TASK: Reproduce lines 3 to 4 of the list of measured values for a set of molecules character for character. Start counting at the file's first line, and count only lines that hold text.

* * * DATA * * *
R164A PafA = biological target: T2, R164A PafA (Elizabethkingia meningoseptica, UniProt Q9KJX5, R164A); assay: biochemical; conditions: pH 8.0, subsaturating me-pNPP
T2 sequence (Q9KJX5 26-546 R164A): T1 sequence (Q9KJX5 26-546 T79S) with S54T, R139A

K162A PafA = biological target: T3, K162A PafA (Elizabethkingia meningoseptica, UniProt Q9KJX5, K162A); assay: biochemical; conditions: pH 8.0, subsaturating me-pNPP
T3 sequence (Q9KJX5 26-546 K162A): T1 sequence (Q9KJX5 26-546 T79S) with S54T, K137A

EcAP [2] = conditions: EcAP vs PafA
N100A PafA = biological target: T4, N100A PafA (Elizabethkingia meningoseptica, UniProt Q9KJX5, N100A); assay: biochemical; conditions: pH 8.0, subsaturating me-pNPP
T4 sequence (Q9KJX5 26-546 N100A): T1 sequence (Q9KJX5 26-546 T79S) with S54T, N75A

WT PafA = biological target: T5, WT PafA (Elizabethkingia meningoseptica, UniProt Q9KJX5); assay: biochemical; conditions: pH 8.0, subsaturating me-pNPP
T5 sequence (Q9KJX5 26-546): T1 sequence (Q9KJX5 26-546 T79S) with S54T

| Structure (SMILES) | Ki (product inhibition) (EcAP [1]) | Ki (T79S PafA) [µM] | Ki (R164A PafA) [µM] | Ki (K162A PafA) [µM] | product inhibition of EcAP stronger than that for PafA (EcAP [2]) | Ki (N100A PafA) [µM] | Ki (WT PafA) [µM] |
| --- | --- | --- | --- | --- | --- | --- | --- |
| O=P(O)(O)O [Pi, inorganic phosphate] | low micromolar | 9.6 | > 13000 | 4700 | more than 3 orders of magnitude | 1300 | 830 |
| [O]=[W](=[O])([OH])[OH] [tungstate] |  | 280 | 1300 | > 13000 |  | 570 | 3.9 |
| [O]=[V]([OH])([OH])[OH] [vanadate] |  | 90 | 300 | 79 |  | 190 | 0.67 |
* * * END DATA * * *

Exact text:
K162A PafA = biological target: T3, K162A PafA (Elizabethkingia meningoseptica, UniProt Q9KJX5, K162A); assay: biochemical; conditions: pH 8.0, subsaturating me-pNPP
T3 sequence (Q9KJX5 26-546 K162A): T1 sequence (Q9KJX5 26-546 T79S) with S54T, K137A